3. Games are intentionally made to be less enjoyable for a large majority of their players.

Progression and rewards in F2P games are typically balanced in a way that makes the game less entertaining. In a game like Clash of Clans, where most types of progression can be purchased directly, paying players control the pace of their own advancement. Yes, players can do this with trainers and other types of cheats in regular games. But here, it’s as if there’s a big “Cheat!” button that the game itself shoves in players’ faces every 5 minutes. And if you don’t use it, the rewards and progression slow to a crawl after the initial honeymoon period that’s there to trick players into believing the game will be both fun and free in the long term.

As designers, we intentionally make games worse for free players in order to convert them into paying players. Let’s imagine two people with identical tastes and play styles are writing reviews of the same F2P game. One spends money freely; the other spends none. The one who spends money freely will certainly enjoy the game more and give it a much higher score than the player who spends none. That’s because we’ve slowed down progression and rewards for the free player, making the game worse. We’ve introduced inconveniences and limitations like energy meters and limited inventory space, making the game worse, and then offered to take them away for a cash payment. We’ve taken away access to content and live events, we’ve made them PvP fodder for paying players, we’ve made them market the game to their friends on our behalf, and all of this makes the game less enjoyable for the largest part of our audience. What designer wants to make a 40 Metacritic version of their 80 Metacritic game, much less have 85%+ of the audience playing the lesser version?

As a game designer, the idea that I am to create a bad version of my game that a large majority of the player base will experience is unthinkable. My goal should be to provide entertainment value in exchange for the players’ money, not to fool them with an initially enjoyable experience and then gradually take away their fun over time until they surrender their wallets. Demos with limitations? Sure, but in a demo those limitations are upfront and clear, not slowly and surreptitiously introduced, and a purchase permanently gives you access to the full, unfettered, maximally enjoyable experience, while buying something in a F2P game only gives you temporary relief until the so-called “fun pain” begins again. It’s my responsibility as a designer to find ways to provide as much entertainment as I can, not to find ways to strategically take it away and hold it for ransom.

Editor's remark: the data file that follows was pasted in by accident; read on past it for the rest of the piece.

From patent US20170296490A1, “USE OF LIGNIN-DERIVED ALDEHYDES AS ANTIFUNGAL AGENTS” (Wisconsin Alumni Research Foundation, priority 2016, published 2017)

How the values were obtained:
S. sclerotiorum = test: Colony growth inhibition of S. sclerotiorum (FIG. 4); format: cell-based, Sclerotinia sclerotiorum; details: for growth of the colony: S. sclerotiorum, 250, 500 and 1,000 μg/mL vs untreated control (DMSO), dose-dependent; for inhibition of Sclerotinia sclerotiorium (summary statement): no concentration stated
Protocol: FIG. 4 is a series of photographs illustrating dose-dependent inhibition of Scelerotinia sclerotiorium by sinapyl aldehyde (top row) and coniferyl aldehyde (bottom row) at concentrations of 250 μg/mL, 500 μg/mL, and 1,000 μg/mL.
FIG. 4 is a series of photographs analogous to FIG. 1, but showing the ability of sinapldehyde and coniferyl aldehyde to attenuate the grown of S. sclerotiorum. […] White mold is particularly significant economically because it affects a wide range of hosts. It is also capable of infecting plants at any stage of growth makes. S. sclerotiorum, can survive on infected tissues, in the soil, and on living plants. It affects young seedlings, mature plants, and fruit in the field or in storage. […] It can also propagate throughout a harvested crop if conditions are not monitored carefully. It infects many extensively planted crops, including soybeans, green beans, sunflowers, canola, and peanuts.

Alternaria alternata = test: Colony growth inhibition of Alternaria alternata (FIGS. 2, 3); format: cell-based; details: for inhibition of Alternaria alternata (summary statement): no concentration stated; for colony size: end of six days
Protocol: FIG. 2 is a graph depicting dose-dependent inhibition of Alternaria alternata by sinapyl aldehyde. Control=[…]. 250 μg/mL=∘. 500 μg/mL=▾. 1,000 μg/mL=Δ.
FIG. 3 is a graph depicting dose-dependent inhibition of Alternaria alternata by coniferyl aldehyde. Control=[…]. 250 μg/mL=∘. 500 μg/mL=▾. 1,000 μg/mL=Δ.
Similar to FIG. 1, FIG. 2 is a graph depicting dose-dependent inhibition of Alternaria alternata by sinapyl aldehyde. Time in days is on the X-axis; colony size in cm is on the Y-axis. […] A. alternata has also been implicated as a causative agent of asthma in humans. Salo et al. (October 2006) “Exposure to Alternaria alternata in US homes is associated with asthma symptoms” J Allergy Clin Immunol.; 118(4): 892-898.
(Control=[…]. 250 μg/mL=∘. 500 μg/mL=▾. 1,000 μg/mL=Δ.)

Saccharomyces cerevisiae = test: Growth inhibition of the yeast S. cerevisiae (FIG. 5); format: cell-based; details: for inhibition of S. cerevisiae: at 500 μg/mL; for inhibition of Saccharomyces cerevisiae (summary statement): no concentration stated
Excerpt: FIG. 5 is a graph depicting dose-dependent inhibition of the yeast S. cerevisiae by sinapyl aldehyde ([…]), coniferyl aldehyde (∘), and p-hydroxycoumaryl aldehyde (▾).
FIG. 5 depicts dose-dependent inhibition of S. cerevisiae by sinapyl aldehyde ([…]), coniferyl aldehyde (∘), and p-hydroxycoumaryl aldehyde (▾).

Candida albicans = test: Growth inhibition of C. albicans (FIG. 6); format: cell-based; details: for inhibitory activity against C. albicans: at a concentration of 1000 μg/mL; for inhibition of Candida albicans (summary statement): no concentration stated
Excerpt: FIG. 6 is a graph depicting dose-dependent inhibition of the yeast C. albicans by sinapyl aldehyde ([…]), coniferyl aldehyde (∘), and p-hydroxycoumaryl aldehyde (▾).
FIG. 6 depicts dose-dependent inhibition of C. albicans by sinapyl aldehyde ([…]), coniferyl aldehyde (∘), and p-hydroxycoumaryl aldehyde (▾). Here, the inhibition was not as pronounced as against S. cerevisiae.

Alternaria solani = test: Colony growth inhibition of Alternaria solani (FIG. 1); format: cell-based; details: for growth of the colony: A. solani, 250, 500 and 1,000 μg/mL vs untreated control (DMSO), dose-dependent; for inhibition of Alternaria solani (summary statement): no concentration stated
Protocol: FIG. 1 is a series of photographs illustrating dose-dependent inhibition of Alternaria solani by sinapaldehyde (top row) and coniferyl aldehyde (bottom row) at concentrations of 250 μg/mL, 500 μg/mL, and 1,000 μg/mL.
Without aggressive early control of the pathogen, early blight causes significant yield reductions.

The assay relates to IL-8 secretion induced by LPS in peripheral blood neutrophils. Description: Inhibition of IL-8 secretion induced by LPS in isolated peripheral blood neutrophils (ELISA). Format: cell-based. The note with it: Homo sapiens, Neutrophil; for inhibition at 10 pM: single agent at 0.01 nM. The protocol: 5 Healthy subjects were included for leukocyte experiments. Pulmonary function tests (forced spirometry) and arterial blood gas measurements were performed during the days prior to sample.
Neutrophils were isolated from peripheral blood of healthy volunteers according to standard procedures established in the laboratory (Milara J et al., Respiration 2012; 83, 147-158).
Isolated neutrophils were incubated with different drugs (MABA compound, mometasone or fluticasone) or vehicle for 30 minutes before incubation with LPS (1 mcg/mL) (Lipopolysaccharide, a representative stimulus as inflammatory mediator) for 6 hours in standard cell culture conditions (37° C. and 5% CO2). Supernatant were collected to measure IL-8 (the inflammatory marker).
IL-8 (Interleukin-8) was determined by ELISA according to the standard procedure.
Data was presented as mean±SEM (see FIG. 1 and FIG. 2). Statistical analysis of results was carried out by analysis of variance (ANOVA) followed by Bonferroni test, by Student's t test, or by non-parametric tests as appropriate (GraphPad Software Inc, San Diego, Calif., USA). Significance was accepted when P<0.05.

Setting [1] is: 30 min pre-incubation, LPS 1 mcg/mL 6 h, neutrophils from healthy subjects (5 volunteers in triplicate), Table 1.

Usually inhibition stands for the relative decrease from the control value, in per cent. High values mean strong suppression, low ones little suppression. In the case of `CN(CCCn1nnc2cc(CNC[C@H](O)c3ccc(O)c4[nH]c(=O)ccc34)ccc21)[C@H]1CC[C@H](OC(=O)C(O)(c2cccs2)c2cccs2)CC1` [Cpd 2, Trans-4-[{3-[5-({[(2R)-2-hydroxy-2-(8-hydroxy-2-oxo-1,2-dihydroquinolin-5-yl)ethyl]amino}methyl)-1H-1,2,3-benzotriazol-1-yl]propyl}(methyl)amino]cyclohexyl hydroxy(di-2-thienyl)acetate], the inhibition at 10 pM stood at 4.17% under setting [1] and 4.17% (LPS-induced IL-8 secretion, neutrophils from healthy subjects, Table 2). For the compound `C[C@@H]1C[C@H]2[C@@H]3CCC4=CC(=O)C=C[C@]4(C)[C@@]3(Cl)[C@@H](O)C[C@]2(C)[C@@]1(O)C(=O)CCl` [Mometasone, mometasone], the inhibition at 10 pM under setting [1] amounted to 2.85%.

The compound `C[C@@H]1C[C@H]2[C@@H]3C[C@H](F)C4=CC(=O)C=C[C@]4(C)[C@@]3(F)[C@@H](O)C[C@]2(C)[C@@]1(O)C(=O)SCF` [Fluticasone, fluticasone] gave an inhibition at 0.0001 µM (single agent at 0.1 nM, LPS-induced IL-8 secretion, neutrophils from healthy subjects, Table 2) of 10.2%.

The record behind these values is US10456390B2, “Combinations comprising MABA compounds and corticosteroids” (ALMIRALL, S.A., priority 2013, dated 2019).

A business model in which revenue increases with the intentional introduction of design flaws is not good for the game industry in the long term. But the same people who have basically killed social have spread their methods to mobile; they are our supposed luminaries. Their strip-mining of social and mobile markets for short-term gains, their dramatic missteps resulting from their metrics-induced conflation of player spending and player enjoyment, will damage video games as an entertainment medium in the eyes of players who are chronically disappointed by the games they play. And it will damage the ability of games that rely on other business models to survive, as Free becomes too low a price to compete against.

Count me out.

This guest post was written by Neil Sorens, a professional game designer with thirteen years of professional experience.  Neil can be reached at @neil_sorens.